Confessions of a part time working mom     http://thethreegerbers.blogspot.ch/   
The Diary of an Alzheimer’s Caregiver     http://www.thediaryofanalzheimerscaregiver.com/blog.html 
Molly Ritterbeck                              http://mollyritterbeck.com/   
Juicebox Confession                         http://juiceboxconfession.com/
Climaxed                                         http://climaxedtheblog.blogspot.com     
When I Grow Up                             http://kimberlyyavorski.com/whenigrowup/    
Sparkly Poetic Weirdo                      http://sparklyjenn.blogspot.com/      

22 comments:

  1. Jeez, Diane, I know you had a great upbringing but sometimes I wonder how you made it to adulthood!

    ReplyDelete
  2. "And when things sharp and cutty pass over them, they . . . erm . . . cut."

    ^Sounds like something I would say. Love this. Kept a smile on my face the whole time.

    ReplyDelete
    Replies
    1. Thanks, Jenn! My work here is done! :

      Delete
  3. I am so glad that you survived. Because yes, I was wondering...

    ReplyDelete
  4. Wincing at the thought of trying to jam those two ends together while the cord was still plugged in ... ouch ...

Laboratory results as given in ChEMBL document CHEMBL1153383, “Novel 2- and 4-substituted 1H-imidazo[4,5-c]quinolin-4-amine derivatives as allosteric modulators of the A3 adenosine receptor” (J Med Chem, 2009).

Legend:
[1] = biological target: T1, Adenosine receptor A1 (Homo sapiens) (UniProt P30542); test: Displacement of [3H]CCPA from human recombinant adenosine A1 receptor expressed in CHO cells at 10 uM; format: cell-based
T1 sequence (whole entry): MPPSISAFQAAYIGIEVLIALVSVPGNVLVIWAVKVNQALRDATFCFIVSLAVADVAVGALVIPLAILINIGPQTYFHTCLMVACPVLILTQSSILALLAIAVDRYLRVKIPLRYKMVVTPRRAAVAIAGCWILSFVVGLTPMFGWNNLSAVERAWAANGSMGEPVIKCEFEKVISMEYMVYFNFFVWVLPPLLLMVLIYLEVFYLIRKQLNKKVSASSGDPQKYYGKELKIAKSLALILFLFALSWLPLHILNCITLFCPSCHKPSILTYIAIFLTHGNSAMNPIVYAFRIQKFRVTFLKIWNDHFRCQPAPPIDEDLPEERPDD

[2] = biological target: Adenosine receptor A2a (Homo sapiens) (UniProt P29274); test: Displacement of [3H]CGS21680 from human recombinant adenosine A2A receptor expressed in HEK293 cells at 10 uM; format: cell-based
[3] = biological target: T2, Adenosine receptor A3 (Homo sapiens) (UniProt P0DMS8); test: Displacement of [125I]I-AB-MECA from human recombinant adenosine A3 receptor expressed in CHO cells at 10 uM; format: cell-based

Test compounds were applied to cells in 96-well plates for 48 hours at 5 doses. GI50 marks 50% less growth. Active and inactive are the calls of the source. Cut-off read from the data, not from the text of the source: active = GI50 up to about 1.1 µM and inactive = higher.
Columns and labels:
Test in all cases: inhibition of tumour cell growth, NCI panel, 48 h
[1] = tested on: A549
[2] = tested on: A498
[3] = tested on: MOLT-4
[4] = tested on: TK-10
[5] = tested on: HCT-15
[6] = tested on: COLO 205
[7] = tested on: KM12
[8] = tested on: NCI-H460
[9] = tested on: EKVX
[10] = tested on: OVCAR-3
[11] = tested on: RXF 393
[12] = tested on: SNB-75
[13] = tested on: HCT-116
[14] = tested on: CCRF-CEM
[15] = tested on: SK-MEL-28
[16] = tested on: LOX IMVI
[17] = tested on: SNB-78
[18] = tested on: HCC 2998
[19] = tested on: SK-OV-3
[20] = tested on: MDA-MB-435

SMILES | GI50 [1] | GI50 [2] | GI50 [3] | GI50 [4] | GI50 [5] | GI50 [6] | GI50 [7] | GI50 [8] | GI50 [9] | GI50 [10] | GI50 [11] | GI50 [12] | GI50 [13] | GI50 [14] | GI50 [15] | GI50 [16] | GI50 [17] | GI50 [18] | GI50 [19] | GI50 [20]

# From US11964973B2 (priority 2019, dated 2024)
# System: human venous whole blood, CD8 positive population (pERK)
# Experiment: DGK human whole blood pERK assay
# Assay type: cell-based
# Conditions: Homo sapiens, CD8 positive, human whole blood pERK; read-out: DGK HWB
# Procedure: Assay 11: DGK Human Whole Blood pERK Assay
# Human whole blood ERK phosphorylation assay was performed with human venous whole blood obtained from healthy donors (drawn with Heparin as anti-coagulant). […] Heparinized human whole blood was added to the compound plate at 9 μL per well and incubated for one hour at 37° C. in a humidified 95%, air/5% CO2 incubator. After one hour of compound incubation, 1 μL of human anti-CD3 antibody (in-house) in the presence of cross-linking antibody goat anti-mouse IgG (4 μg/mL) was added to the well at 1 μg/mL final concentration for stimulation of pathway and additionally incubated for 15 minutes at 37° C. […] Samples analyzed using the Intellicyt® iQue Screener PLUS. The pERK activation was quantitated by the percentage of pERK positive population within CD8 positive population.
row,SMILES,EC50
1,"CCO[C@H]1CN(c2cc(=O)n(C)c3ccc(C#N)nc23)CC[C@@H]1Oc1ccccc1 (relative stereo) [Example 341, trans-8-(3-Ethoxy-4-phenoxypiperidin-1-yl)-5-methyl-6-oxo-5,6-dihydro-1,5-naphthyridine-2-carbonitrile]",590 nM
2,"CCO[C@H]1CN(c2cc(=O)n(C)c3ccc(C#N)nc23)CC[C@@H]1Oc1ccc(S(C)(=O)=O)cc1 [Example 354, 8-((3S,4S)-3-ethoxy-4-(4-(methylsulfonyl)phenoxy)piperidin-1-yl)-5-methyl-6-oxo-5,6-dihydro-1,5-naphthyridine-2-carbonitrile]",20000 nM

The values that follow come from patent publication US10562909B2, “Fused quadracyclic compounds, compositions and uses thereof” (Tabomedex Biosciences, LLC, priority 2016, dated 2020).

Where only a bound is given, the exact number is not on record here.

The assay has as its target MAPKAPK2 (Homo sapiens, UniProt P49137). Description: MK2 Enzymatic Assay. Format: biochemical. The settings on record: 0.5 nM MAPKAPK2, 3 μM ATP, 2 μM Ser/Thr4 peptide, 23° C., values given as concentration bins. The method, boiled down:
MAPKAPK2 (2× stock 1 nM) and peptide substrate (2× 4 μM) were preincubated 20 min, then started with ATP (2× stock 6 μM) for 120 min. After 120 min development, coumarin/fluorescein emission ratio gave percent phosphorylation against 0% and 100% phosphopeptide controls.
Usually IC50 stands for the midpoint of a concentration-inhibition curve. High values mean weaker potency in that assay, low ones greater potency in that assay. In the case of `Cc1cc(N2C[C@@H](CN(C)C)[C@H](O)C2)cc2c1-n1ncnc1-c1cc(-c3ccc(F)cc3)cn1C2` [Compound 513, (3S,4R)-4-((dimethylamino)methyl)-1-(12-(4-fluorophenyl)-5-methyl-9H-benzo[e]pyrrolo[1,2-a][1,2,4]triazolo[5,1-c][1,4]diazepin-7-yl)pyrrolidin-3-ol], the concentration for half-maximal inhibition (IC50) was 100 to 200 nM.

And I'm glad you survived, too!

    ReplyDelete
    Replies
    1. I can't help but wince when I think of it now. Yikes. What was I thinking?!

      Delete
  5. NOW I get why we never had an electric mower ;-)
    Glad you lived to tell! Welcome back, Diane!

    ReplyDelete
    Replies
    1. This definitely wouldn't serve as an advertisement, would it?

      Delete
  6. Boy you were lucky at age 9 to get change and then a re-chance! I envied the push mower and was only allowed to do the back yard and not until age 11 because it was certain I would cut off something!

    ReplyDelete
    Replies
    1. I'm quite sure my dad was wishing he had raised the minimum age as well!

      Delete
  7. An electric mower? We had one a few years ago but our yard was WAY too big so we sold it. Now at 9 I was using an old fashioned rotary style push mower. It was hard but I loved it.

    ReplyDelete
    Replies
    1. That's what I should have had, the push type. I probably wouldn't have gotten into as much trouble. Probably...

      Delete
  8. Love this. Reminds me of the first time I was allowed to cut grass. My Daddy telling me again and again how to do it HIS way and taking every step I did. Thank goodness it wasn't an electric mower though!

    ReplyDelete
    Replies
    1. I think my dad was wishing he'd given me a little closer supervision. Sigh.

      Delete
  9. good grief! I often wonder how you survived your childhood - this is a perfect example. I'm sure we were more resilient back in those days :)

    ReplyDelete
    Replies
    1. I wonder the same thing. I definitely had a busy guardian angel! :)

      Delete
  10. My husband tried to do the same thing when he mistakenly cut his cord in half with an electric saw. Right in front of the boss AND the safety inspector. Luckily, that boss was my brother haha!

    ReplyDelete